The Sharp Project’s uptake of new tenants has had a little spike of late, with five arriving since mid-June. The list demonstrates the magnificent diversity the project is attracting.
Erecting their flat-packs are designamos inventid, mirth conduits Gag Reflex, fingertip fanatics TouchSoft, fourthdimensionsmiths Mighty Giant and knower of finances Sedulo. We caught up with them and talked about their businesses and asked why The Sharp Project was such an attractive option.
The process of getting an idea from lightbulb moment to lightbulbs in shops can look daunting when you’re an individual without a clue. But even large businesses with big ideas can suffer from stagnation or knowledge gaps. In both cases the expertise of Inventid helps the process, introducing technical or legal help or simply bringing a heaping helping of inspiration.
The company, consisting of Bryn Morgan and Henry James, specialises in both product design and the communications required to get the products to market (such as visual, design, packaging and marketing). Naturally there’s a good deal of interlacing between the disciplines; for example the visual appearance and packaging will both contribute to the success of the product. Everything they do is with efficiency and sustainability in mind, however, and this comes from strongly held ecological beliefs as much as economic considerations.
As far as helping out first-time inventors is concerned, Inventid often have to deal with people who are wary of telling anyone about their design for fear of it being “borrowed”. However, by introducing rigid non-disclosure agreements and other legal mechanisms to protect the inventor, Inventid can help get the ball rolling (and they plan to involve Sharp Project tenants and IP lawyers Ward Hadaway more). Household name companies don’t have this fear, but often get bogged down by routine and circular thinking, and will draft Inventid in to bring some new ideas, backed up by their understanding of what’s possible.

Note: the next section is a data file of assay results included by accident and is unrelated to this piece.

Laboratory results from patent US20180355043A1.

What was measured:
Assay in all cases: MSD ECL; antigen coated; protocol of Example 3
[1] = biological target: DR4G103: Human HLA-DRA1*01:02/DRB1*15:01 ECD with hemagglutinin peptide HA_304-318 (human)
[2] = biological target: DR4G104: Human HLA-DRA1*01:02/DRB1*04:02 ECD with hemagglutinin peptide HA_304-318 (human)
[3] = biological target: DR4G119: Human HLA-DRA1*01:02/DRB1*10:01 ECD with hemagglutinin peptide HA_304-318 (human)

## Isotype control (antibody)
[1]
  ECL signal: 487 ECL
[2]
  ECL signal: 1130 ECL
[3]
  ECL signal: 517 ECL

Bryn and Henry had both crammed plenty of valuable experience into their careers before forming the company, and with Bryn hailing from Cumbria and Henry London, Manchester seemed like the right place. London is already overbrimming with designers of their ilk,and Manchester, with its industrial roots, appealed greatly. Once they discovered The Sharp Project their minds were made up. They’re in a single container at the moment, but judging by their trajectory, they’ll soon outgrow it.
Gag Reflex is a comedy management agency that has its roots in the Frog & Bucket comedy club. Lee Martin was the manager of the club, and the agency was a subsidiary, but the two amicably split so that Lee could pursue the agency, and was later joined by Dave Young and Anna Cooke. The agency produces tours and does programming for comics from the North West mainly, but also have international acts on their books. They’ll be spending most of August in Edinburgh for the Fringe, “the Cannes of Laughter” as nobody calls it.
Like all proper agencies, Gag Reflex has until now been run from Lee’s spare bedroom. But growth and ambition were starting to bang on the ceiling, so they decided to look for space. The Sharp Project was the first of several spaces Lee looked at, but he just knew this was the right place to be. He is planning to start creating apps for the agency’s acts, and there are plenty of candidates here already. Second, his comedians are often also writers, contributing to sitcoms and links, and they’ll be looking for opportunities to collaborate with the TV productions that use The Sharp Project.
Touch screens are not exactly new; the technology has been around since the 1960s and has been used in some commercial applications from the 1980s onwards, but it is within the past five years or so that they have become ubiquitous, mainly thanks to the success of smartphones and tablets.